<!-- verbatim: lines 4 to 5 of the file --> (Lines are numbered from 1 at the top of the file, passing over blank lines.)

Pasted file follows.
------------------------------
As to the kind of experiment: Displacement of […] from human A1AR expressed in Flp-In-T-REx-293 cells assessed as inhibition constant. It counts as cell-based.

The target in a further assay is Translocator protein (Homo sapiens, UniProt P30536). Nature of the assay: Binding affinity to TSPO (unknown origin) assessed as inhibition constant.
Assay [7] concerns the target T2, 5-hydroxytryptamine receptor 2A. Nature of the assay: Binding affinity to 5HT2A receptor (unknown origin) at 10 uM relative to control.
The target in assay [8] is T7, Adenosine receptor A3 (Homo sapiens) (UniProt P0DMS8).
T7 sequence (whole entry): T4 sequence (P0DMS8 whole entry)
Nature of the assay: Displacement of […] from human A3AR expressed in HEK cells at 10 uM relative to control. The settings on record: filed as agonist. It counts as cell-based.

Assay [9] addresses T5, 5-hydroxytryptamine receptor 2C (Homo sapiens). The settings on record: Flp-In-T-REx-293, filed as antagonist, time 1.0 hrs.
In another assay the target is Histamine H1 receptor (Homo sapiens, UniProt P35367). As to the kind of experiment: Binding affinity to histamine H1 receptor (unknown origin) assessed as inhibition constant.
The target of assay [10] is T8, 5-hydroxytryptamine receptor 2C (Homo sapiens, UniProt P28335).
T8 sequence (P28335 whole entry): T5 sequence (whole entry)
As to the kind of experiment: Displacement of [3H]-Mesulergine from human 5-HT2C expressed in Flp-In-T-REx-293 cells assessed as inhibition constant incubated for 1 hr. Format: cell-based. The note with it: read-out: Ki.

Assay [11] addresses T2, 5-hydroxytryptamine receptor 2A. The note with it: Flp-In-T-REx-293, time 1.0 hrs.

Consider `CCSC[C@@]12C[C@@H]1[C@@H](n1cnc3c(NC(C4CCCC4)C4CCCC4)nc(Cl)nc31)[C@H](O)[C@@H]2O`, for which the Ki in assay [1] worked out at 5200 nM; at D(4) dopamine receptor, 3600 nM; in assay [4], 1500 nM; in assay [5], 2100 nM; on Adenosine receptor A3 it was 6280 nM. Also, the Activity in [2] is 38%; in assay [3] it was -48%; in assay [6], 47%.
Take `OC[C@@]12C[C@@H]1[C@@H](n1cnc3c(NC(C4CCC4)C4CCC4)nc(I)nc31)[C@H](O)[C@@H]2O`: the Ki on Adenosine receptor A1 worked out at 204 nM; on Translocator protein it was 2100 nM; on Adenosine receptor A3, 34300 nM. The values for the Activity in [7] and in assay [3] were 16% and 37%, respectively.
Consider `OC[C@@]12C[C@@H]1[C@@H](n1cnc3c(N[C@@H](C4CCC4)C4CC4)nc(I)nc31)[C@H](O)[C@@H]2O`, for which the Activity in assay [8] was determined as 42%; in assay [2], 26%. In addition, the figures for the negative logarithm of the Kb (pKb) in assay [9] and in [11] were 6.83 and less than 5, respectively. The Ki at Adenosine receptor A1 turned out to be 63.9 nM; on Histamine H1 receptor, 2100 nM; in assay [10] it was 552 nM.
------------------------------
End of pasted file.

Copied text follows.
The target in assay [8] is T7, Adenosine receptor A3 (Homo sapiens) (UniProt P0DMS8).
T7 sequence (whole entry): T4 sequence (P0DMS8 whole entry)